Ask the experts

Here is a selection of Q&As from Your Bristol and Somerset Wedding magazine. If you would like your question answered by our experts, please email it to editor@yourbristolsomerset.wedding.

Hot topic: Spring weddings

Our experts solve your wedding dilemmas

Planning ahead

Planning ahead

Q. When planning the big day, how soon in advance should we send out our save-the-dates and invites, how much detail do we reveal in each?

A. Daisy Foster says: I suggest sending out the save-the-date cards when you've confirmed your wedding date and venue. This allows your guests to mark it in their diaries as soon as possible, especially if your wedding is going to fall over a busy period, such as school holidays and big seasonal events. Include the date and county/town of the big day, rather than anything else at this stage, just to whet their appetites!

When it comes to sending out your formal invitations, this is traditionally done no later than six weeks prior to the big day. However, it's more common nowadays, to send them out at least three months in advance to allow guests to book into nearby accommodation and make their travel arrangements as early as possible. Within your invitations, we suggest including a reply card, together with an information card, noting down details your guests may need to plan their itinerary for the day.

Our information cards typically include helping tips on getting there, where to stay, and local taxi telephone numbers. This is also the opportunity to let your guests know about present-giving details, for instance if you have a gift list somewhere or you'd like vouchers or money for your honeymoon.

Al fresco romance

Al fresco romance

Q. We're tying the knot al fresco and were wondering how we could decorate the ceremony area?

A. Helen Hopkins says: I love outdoor ceremonies and there are so many options for fantastic locations now! When planning your nuptials al fresco I always think it's a great idea to add a stunning backdrop behind your ceremony. It creates a focal point to this part of the day, and adds an element of decorative detail that guests won't expect. Plus, the images you get afterwards are simply amazing!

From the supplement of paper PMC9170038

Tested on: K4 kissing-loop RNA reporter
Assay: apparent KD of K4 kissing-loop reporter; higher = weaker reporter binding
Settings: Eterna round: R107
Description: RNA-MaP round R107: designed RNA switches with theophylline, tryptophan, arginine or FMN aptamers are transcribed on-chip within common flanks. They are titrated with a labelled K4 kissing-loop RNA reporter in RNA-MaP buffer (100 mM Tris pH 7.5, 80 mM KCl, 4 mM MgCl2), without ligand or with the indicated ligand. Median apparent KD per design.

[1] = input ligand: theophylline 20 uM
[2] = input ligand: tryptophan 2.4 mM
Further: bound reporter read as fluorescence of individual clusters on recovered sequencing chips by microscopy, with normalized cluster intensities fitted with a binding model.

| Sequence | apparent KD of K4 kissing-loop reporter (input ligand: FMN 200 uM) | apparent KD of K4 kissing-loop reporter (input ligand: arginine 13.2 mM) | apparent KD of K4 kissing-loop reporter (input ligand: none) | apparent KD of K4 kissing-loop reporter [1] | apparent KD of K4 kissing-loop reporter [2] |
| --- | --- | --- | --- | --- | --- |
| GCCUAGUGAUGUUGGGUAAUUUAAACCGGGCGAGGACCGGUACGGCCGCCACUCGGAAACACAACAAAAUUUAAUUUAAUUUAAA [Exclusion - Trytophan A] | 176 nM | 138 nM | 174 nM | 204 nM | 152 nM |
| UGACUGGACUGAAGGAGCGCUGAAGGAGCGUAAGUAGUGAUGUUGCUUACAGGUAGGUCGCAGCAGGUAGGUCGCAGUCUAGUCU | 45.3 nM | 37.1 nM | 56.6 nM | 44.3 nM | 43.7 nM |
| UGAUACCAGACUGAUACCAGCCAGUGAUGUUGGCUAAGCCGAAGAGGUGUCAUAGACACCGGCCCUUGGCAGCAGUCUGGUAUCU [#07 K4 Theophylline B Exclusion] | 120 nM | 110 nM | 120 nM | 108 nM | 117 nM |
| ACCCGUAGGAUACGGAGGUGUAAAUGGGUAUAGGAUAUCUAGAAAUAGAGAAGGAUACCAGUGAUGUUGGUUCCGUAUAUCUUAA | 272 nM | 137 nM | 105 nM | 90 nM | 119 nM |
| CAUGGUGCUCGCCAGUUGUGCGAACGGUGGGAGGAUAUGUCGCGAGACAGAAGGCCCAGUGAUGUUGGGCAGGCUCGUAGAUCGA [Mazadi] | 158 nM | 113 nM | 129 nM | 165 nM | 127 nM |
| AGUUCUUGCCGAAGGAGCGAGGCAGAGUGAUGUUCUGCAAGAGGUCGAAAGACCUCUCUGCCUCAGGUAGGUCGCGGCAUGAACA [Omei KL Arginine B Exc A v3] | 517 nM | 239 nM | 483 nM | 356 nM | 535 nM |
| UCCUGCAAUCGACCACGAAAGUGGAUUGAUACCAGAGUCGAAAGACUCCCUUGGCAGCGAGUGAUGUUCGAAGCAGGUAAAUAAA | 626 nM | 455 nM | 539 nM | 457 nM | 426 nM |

Think about your surroundings, do you want to completely contrast these or have something that blends into the landscape or space. Holding an urban wedding? Why not add a floral arch filled with amazing blooms and foliage, the contrast would be so stunning. Perhaps your having a wedfest with an outdoor ceremony in a forest. Think about constructing a backdrop of brightly coloured ribbons which will flutter in the wind. The combination of the trees and ribbon will look amazing and will be such a fun addition to your day.

Or maybe your day has a ceremony planned in a totally open space in the countryside, add a faux pair of rustic barn doors to create a totally different texture to the landscape - but one that fits perfectly.

There are so many options and I promise you won't be disappointed!

I do!

I do!

Q. The type of wedding we want isn't suited to an official ceremonial procedure, what alternative ways are there to tie the knot?

A. Sue Williamson says: It could be that you want to get married in the same spot as your proposal, or your first picnic together, or another location that has special meaning. Imagine the romance of your wedding ceremony in the woods amongst the bluebells, on a beach, on a mountain top or even in your own garden!

If you have both decided to get married in a church – that's great! But what if one of you has a different belief and a church wedding is not entirely appropriate or not possible? Then you will probably decide on a licensed venue with a registrar to conduct your ceremony. If this is the case, and if you were hoping to make reference to either of your beliefs as part of your ceremony or include cultural traditions, then you will be in for a big surprise. A registrar will not include any religious or spiritual content whatsoever! Your music will be limited, as will your readings and time.

You do have another alternative, a celebrant. More and more couples are fulfilling the simple legal obligations at a registry office, which takes 10 minutes at a small cost, and then having the personalised ceremony afterwards.

If you, like many brides- and grooms-to-be, want heartfelt nuptials as an alternative to the 'uniformed' ceremony; then you need an independent celebrant so that it can be held anytime, anyplace and without the restrictions of personalisation.

Happy campers

Happy campers

Q. Our summer wedding has a fun, relaxed vibe and we were wondering what you suggested to complement this in terms of wedding transport?

A. Jo Bateman says: Be different and book a lovely classic VW Campervan! Lily, is a refurbished white 1971 VW Campervan – she looks stunning in photographs – and her new interior has a curved seat allowing plenty of room for the wedding dress and bridesmaids, not forgetting the father-of-the-bride or new husband!

Alternatively, Enola is a 1974 VW Campervan in blue and white making an ideal second vehicle for the larger wedding party, or for the groom and ushers. Lily and Enola will soon be joined by Lois, a 1967 Split Screen VW Camper – she's just going through her renovation period and will be ready for the 2018 season.

Ston Easton Park Hotel
Cadbury House Hotel and Country Club Plc
Best Western Shrubbery Hotel
Bristol Harbour Hotel Ltd